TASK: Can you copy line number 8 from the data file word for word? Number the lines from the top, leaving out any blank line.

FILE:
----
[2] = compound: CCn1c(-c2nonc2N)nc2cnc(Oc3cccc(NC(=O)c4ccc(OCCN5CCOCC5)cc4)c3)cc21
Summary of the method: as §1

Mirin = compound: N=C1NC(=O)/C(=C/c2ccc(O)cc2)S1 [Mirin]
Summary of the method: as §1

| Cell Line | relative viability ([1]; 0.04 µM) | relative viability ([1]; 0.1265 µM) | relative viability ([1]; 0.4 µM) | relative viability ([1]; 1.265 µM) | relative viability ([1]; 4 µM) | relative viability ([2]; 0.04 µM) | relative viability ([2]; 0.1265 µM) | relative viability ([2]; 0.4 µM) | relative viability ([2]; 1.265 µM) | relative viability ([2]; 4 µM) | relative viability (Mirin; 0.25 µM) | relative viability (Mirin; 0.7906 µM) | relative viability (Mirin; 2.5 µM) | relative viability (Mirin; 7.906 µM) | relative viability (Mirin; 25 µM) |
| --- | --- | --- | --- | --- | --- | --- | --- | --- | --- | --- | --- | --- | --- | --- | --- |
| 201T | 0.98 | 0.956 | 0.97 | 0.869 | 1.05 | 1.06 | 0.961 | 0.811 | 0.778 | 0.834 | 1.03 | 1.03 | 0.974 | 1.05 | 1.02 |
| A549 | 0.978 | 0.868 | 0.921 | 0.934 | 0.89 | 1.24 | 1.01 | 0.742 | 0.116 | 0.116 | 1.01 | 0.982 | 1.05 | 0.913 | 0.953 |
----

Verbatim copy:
| A549 | 0.978 | 0.868 | 0.921 | 0.934 | 0.89 | 1.24 | 1.01 | 0.742 | 0.116 | 0.116 | 1.01 | 0.982 | 1.05 | 0.913 | 0.953 |